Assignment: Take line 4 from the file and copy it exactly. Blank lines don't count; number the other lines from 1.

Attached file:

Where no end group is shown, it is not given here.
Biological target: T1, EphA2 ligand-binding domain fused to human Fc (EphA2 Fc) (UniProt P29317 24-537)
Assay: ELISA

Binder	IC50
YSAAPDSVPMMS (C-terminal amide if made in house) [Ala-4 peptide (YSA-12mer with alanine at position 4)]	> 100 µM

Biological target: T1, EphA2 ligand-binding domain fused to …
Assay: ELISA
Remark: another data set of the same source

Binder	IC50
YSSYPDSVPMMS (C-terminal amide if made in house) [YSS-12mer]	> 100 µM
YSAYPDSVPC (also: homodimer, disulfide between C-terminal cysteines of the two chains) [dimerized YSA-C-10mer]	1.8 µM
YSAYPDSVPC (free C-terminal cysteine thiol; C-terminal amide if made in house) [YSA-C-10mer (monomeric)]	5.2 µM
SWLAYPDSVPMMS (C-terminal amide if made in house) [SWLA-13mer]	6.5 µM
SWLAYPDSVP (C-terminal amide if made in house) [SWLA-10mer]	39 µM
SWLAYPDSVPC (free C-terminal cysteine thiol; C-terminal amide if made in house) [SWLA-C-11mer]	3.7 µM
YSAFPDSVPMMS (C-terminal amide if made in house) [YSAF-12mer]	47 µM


Binder	IC50